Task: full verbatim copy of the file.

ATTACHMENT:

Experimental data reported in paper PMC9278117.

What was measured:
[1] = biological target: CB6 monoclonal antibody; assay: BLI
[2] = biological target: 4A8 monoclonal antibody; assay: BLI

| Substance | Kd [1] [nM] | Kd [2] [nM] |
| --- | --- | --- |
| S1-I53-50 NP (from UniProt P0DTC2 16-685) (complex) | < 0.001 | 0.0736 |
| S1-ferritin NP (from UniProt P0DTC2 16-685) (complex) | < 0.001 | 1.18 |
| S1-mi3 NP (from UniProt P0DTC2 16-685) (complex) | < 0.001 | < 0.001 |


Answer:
Experimental data reported in paper PMC9278117.

What was measured:
[1] = biological target: CB6 monoclonal antibody; assay: BLI
[2] = biological target: 4A8 monoclonal antibody; assay: BLI

| Substance | Kd [1] [nM] | Kd [2] [nM] |
| --- | --- | --- |
| S1-I53-50 NP (from UniProt P0DTC2 16-685) (complex) | < 0.001 | 0.0736 |
| S1-ferritin NP (from UniProt P0DTC2 16-685) (complex) | < 0.001 | 1.18 |
| S1-mi3 NP (from UniProt P0DTC2 16-685) (complex) | < 0.001 | < 0.001 |